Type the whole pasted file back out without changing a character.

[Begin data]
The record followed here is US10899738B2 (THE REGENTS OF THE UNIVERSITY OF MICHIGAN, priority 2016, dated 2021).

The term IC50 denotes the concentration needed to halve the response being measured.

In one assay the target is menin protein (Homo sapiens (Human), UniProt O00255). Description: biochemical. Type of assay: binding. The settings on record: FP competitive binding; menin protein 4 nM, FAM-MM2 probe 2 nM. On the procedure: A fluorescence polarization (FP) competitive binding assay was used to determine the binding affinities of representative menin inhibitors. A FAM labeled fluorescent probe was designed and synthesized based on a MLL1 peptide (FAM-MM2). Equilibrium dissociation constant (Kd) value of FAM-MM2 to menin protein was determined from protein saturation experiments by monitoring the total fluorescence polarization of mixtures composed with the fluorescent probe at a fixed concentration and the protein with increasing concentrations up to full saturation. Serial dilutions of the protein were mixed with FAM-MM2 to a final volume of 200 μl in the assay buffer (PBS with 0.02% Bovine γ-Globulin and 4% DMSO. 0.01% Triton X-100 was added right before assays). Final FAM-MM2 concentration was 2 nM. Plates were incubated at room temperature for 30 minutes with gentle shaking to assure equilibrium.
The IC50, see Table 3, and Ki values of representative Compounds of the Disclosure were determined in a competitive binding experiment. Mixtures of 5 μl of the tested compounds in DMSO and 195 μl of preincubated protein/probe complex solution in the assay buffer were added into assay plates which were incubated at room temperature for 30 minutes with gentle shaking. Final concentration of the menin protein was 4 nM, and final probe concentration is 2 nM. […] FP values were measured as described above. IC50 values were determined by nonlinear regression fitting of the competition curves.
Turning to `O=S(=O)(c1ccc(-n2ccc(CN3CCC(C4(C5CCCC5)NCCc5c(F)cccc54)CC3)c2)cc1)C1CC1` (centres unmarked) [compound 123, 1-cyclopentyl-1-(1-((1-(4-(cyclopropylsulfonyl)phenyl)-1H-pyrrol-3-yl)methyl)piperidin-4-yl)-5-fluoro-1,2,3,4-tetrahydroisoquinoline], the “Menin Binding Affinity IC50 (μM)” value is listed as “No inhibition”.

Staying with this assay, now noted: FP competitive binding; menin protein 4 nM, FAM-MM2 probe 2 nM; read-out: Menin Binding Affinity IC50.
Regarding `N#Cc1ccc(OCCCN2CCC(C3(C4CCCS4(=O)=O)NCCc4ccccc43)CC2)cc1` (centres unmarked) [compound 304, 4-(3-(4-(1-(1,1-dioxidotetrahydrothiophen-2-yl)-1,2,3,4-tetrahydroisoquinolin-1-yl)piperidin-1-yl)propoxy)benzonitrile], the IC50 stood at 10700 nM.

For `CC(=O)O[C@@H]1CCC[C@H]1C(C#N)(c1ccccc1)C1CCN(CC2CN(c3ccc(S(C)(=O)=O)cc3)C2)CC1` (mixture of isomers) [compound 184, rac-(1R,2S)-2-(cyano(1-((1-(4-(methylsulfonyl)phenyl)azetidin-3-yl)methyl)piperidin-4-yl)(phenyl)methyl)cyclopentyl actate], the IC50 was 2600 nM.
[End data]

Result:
The record followed here is US10899738B2 (THE REGENTS OF THE UNIVERSITY OF MICHIGAN, priority 2016, dated 2021).

The term IC50 denotes the concentration needed to halve the response being measured.

In one assay the target is menin protein (Homo sapiens (Human), UniProt O00255). Description: biochemical. Type of assay: binding. The settings on record: FP competitive binding; menin protein 4 nM, FAM-MM2 probe 2 nM. On the procedure: A fluorescence polarization (FP) competitive binding assay was used to determine the binding affinities of representative menin inhibitors. A FAM labeled fluorescent probe was designed and synthesized based on a MLL1 peptide (FAM-MM2). Equilibrium dissociation constant (Kd) value of FAM-MM2 to menin protein was determined from protein saturation experiments by monitoring the total fluorescence polarization of mixtures composed with the fluorescent probe at a fixed concentration and the protein with increasing concentrations up to full saturation. Serial dilutions of the protein were mixed with FAM-MM2 to a final volume of 200 μl in the assay buffer (PBS with 0.02% Bovine γ-Globulin and 4% DMSO. 0.01% Triton X-100 was added right before assays). Final FAM-MM2 concentration was 2 nM. Plates were incubated at room temperature for 30 minutes with gentle shaking to assure equilibrium.
The IC50, see Table 3, and Ki values of representative Compounds of the Disclosure were determined in a competitive binding experiment. Mixtures of 5 μl of the tested compounds in DMSO and 195 μl of preincubated protein/probe complex solution in the assay buffer were added into assay plates which were incubated at room temperature for 30 minutes with gentle shaking. Final concentration of the menin protein was 4 nM, and final probe concentration is 2 nM. […] FP values were measured as described above. IC50 values were determined by nonlinear regression fitting of the competition curves.
Turning to `O=S(=O)(c1ccc(-n2ccc(CN3CCC(C4(C5CCCC5)NCCc5c(F)cccc54)CC3)c2)cc1)C1CC1` (centres unmarked) [compound 123, 1-cyclopentyl-1-(1-((1-(4-(cyclopropylsulfonyl)phenyl)-1H-pyrrol-3-yl)methyl)piperidin-4-yl)-5-fluoro-1,2,3,4-tetrahydroisoquinoline], the “Menin Binding Affinity IC50 (μM)” value is listed as “No inhibition”.

Staying with this assay, now noted: FP competitive binding; menin protein 4 nM, FAM-MM2 probe 2 nM; read-out: Menin Binding Affinity IC50.
Regarding `N#Cc1ccc(OCCCN2CCC(C3(C4CCCS4(=O)=O)NCCc4ccccc43)CC2)cc1` (centres unmarked) [compound 304, 4-(3-(4-(1-(1,1-dioxidotetrahydrothiophen-2-yl)-1,2,3,4-tetrahydroisoquinolin-1-yl)piperidin-1-yl)propoxy)benzonitrile], the IC50 stood at 10700 nM.

For `CC(=O)O[C@@H]1CCC[C@H]1C(C#N)(c1ccccc1)C1CCN(CC2CN(c3ccc(S(C)(=O)=O)cc3)C2)CC1` (mixture of isomers) [compound 184, rac-(1R,2S)-2-(cyano(1-((1-(4-(methylsulfonyl)phenyl)azetidin-3-yl)methyl)piperidin-4-yl)(phenyl)methyl)cyclopentyl actate], the IC50 was 2600 nM.